1. corinja said:

    Another really important and well-argued blog post. As a follow up, and I’m not suggesting this is something you would want to do, Tom, but perhaps others could think about, I would like to see some analysis of the ideological or psychological tendency behind the wish to argue against our rational, sensible, ecologically minded population policy.

    I’d speculate it comes from two places.

    The first would be a determination to not be seen to be on the same side in any way as some of the notoriously right-wing anti-immigration/pro-population control groups. I’d guess the feeling is that any hint of agreeing on this issue with those groups fatally undermines the Green claim to be a muscularly Leftwing party. ‘Real’ leftists don’t blame anything other than capital for the social and ecological crisis, so population must be a red herring.

    Secondly, I think people want to avoid any accusation of misanthropism. The claim would be that arguing for a reduced or stable population denies the fundamental greatness of human people, and we don’t hate people so surely we can’t want to restrict their numbers. This, I think, is a more interesting philosophical position, which can’t be glibly dismissed, but I’d argue something along the lines of a preference for a smaller population of very much equally well-provided for humans, sustainably integrated into local and global eco-systems, over a larger much less well-provided for population similarly integrated.

    Of course, I am only speculating. Perhaps the concern does not arise from either a need to fit the party into a particular historical tradition, or from a lack of ecological orientation. Perhaps those arguing against any attention being paid to population really do just want the best for people and planet and have decided, having weighed up the pros and cons, including the evidence you have analysed above, and come to this conclusion. I hope that’s the case, because then the door is open to mutually agreeable debate from flexible positions.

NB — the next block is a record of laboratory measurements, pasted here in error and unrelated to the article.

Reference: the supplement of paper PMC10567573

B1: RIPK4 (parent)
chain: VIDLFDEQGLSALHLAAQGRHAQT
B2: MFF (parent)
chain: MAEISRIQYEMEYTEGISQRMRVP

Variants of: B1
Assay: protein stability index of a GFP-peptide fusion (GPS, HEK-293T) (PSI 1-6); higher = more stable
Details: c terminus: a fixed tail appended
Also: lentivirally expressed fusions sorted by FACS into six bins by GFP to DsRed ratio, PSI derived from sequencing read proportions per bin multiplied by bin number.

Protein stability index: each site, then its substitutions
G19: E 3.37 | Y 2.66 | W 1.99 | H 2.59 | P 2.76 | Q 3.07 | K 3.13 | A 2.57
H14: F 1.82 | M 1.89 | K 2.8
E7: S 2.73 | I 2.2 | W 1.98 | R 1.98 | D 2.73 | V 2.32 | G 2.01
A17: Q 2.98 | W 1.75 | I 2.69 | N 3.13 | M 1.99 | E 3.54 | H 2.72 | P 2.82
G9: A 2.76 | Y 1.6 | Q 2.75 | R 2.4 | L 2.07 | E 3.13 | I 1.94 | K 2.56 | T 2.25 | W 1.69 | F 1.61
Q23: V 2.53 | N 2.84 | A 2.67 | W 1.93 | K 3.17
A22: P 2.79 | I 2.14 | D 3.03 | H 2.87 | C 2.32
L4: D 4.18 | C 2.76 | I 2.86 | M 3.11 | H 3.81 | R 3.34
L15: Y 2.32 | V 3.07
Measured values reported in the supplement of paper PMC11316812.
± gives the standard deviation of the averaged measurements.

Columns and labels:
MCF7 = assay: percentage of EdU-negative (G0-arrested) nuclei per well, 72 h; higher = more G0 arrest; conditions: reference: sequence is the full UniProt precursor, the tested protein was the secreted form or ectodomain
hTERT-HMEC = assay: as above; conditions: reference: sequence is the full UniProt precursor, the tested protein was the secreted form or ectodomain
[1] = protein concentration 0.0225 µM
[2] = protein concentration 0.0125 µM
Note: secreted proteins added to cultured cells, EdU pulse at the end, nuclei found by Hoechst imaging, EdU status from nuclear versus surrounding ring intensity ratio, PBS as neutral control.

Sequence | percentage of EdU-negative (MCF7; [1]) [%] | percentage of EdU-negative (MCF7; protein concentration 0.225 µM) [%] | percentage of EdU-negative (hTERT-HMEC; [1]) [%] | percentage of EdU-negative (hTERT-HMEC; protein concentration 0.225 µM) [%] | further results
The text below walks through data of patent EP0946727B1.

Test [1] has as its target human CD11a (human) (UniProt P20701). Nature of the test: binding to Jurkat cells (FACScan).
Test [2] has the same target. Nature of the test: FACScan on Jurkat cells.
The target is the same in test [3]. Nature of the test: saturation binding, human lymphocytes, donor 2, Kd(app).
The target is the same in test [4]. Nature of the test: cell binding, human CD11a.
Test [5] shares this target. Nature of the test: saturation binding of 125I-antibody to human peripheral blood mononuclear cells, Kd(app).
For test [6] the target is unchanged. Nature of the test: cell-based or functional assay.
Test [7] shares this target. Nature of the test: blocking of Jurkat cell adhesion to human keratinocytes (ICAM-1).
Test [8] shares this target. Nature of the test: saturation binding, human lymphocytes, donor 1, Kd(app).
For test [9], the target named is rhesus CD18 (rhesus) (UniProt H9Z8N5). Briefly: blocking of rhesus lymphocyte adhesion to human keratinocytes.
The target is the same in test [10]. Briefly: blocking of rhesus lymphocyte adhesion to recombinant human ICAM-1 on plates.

3rd November 2013
    • Tom Chance said:

      Hi Corin,

      I think those are really good points, though as I said I am hoping it’s my last blog post on the subject so I’m going to decline your offer!

      It doesn’t help that Population Matters speakers apparently turn to anti-migrant rhetoric, and that there are many unsavoury types who tak about population.

      I’m not actually interesting in focussing on population as a big issue, but I got drew into this because it seems to be of a piece with increasingly vocal and effective attempts to excise the Green Party of aspects of its philosophy and policy which distinguish it from more traditional left wing parties.

      3rd November 2013
  2. Chris said:


    Can you explain why you say, “It doesn’t help that Population Matters speakers apparently turn to anti-migrant rhetoric”. I’m a pretty active member of Population Matters and am at a loss to know why you say this. Can you provide a quotation of the kind of thing you have in mind?

    4th November 2013
    • Tom Chance said:

      Chris, my only direct experience of Population Matters is at that conference panel. But it’s something I’ve been told anecdotally by people I trust – I should have qualified it to say “some speakers sometimes turn…”.

      4th November 2013
  3. Chris said:

    Tom, it is very much out of the character of your blog to rely on a non-specific, vague second hand report, even from someone who you trust. I have never encountered any PM speaker saying anything that could justify that comment. It is very much out of character of the organisation and would receive very swift censure internally if it was brought to the attention of the board that anyone speaking on behalf of it, had expresses an anti-immigrant sentiment. There is certainly concern at current high level of immigration into the UK, but the importance of the distinction between being concerned at this, and being anti-immigrant at an individual or group level is clear to any decent person, and always made very clear. There are many people who want to believe this kind of thing, and it greatly concerns me that you should be spreading false rumour.

    4th November 2013
  4. legjoints said:

    There seems to be a misprint in the State of the World Population Report you refer to in its quotation from the paper “Global demographic trends and future carbon emissions”. If you look up the original paper on PNAS they say in the abstract “we show that slowing population growth could provide 16–29% of the emissions reductions suggested to be necessary by 2050 to avoid dangerous climate change”, whereas you and the UN quote this as between 16 and 19%.

    However, I think what’s more important is what they mean by “slowing population growth”. Do they mean that because population growth is slowing, which it is, then this will result in lower emissions than would be the case if population were to continue growing at its current rate? Or do they mean that by taking action to slow population growth we could cut emissions by the stated amount?